CLINTON — “It was the best experience that I ever had.”
That experience for Clinton’s Donald Noonan began on May 5, 1952, when the 20-year-old was drafted into the United States Army. The country was in the midst of the Korean War.
Though Noonan’s time in the Army would provide him with the best life experiences he still holds with him, he now admits that there was certainly some fear running through him when he was drafted. He had never been too far away from home, but that was about to change.
Noonan completed eight months of infantry and eight months of engineering work at Fort Leonard Wood, Missouri, then after taking a 30-day leave, he was shipped overseas to Korea. Immediately, Noonan and his company were thrust into the conflict.
“We were only 40 miles from the firing line,” Noonan recalled.
In total, Noonan served 21 months in the Army, returning for the final time to the Gateway area in 1954. It was a long time coming for the St. Mary’s High School graduate.
He was ready to get back to daily life in Clinton.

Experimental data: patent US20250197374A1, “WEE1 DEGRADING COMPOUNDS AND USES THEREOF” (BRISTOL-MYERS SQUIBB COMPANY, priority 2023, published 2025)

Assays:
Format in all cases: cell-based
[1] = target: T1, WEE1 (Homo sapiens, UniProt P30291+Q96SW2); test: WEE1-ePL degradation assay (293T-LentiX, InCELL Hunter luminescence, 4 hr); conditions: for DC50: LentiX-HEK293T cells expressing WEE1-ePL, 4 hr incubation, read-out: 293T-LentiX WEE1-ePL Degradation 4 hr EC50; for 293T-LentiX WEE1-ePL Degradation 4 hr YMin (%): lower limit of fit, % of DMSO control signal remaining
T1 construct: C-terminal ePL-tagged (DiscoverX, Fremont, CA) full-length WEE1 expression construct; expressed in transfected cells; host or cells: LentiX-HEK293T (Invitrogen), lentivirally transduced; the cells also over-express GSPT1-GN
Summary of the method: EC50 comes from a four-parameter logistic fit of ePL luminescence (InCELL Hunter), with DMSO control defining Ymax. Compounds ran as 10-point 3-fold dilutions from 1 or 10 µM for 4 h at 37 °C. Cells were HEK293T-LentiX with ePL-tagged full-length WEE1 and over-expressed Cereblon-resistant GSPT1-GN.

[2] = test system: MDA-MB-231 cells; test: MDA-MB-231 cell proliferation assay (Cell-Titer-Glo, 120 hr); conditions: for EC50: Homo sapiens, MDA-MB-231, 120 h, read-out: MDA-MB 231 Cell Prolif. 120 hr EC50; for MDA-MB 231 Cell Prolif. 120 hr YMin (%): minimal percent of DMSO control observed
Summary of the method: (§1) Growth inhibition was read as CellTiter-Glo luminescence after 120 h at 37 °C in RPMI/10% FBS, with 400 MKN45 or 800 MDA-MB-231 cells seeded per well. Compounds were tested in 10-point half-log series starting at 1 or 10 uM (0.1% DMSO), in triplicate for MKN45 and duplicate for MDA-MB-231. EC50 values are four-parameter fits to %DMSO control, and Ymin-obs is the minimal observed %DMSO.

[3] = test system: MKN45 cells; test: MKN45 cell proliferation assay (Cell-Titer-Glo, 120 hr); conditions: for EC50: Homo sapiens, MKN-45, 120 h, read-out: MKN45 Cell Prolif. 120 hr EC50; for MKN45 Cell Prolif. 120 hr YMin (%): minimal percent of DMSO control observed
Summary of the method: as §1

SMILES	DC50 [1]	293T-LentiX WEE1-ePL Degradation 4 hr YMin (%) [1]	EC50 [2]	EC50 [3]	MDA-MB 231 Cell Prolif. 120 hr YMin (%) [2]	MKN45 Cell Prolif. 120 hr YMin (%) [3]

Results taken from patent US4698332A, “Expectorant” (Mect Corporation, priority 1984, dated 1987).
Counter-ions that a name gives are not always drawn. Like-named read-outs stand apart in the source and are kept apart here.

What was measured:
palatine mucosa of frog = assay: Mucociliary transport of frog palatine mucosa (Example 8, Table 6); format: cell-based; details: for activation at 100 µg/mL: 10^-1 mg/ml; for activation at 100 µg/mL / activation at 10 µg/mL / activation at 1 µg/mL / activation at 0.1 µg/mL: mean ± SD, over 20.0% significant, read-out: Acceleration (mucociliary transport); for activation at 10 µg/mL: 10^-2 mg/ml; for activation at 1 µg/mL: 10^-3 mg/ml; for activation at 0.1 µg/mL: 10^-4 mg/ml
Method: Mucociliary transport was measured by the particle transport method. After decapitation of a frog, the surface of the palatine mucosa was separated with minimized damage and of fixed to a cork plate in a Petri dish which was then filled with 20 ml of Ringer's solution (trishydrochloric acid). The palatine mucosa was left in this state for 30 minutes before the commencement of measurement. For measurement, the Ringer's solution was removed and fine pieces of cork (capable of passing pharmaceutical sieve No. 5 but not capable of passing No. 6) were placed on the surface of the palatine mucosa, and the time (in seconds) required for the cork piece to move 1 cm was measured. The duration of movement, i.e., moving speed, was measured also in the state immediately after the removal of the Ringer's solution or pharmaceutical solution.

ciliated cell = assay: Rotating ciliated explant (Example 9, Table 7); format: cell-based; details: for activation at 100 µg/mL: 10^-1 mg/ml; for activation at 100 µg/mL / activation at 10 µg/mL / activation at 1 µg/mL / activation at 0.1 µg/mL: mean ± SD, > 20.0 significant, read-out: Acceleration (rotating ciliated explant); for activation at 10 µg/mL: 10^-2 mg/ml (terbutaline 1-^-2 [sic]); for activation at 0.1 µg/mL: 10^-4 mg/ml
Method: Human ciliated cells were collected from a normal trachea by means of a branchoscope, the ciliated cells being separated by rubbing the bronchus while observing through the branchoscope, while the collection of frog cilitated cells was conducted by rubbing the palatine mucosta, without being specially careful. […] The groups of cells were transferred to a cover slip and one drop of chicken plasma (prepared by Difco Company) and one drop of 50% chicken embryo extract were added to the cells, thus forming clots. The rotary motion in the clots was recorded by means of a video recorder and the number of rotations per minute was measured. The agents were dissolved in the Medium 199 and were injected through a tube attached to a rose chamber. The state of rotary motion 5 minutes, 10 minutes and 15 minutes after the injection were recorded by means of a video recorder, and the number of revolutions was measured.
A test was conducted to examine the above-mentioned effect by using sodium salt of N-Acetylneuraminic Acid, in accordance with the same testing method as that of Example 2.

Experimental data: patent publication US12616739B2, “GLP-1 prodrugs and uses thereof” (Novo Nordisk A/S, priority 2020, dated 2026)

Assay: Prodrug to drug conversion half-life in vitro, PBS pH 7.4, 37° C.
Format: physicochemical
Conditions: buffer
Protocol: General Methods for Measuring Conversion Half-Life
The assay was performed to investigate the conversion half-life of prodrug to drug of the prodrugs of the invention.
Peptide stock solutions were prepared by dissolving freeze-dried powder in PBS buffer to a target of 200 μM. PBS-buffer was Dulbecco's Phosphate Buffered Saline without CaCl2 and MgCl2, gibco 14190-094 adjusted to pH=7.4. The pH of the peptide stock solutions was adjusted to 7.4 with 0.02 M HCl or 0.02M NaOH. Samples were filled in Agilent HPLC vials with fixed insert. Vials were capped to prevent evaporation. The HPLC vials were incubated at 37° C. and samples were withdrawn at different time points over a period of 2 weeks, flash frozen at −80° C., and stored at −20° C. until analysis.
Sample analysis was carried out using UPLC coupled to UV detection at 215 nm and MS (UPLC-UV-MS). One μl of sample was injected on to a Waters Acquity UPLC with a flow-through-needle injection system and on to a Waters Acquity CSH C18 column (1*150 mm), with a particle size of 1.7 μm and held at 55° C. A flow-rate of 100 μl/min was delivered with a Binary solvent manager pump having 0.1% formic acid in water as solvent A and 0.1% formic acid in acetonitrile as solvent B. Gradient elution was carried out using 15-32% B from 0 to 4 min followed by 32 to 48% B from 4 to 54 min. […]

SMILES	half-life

“I was just tickled to death to be back after spending that time overseas,” Noonan said. “There was going to be an opening in the pressroom at The Herald. Fourteen years I put in down there.”
Noonan took part in a prestigious Honor Flight in 2011, traveling to Washington, D.C. to take in the sights and happenings in the nation’s capital. He recalls watching things such as the Changing of the Guard ritual, a memory that still stands out.
But the part of flight that stands out to Noonan the most is his group’s return to the Quad-Cities.
“There were over 1,000 people there greeting us, and I just had tears rolling down my face,” Noonan remembered. “We were just so surprised. They were just glad to see you and shake your hand.”
Now 85 years old, Noonan’s time of service has long passed. However, his willingness to serve the country is still as bright as it was on May 5, 1952.
Though he now resides at The Alverno Health Care Facility, Noonan says he would volunteer for service again in a heartbeat.
“It was a good experience to know that if you really wanted to make a go of it, you could do it,” Noonan said. “If I had to go again, I’d be glad to go back in... it was good to learn how to take care of yourself and things like that.”